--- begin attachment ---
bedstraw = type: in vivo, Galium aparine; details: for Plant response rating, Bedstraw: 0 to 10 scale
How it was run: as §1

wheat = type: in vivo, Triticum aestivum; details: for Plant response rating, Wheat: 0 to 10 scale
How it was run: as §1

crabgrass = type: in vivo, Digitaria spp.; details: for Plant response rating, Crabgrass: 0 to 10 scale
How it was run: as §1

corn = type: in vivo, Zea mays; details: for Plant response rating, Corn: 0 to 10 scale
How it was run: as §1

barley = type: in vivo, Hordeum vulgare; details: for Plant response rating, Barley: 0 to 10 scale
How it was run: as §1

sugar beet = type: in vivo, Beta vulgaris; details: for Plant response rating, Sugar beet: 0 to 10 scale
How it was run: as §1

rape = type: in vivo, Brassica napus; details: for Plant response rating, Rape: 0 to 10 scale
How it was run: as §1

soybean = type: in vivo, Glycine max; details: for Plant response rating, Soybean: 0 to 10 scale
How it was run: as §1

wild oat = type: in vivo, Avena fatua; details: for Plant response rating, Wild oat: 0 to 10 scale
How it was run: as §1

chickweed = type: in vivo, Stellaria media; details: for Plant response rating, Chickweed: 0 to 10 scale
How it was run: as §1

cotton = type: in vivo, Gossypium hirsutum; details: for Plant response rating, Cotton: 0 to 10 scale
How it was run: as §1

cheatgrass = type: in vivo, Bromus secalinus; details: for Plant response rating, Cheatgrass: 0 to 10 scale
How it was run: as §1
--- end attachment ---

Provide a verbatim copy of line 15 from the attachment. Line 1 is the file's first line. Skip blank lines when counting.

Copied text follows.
soybean = type: in vivo, Glycine max; details: for Plant response rating, Soybean: 0 to 10 scale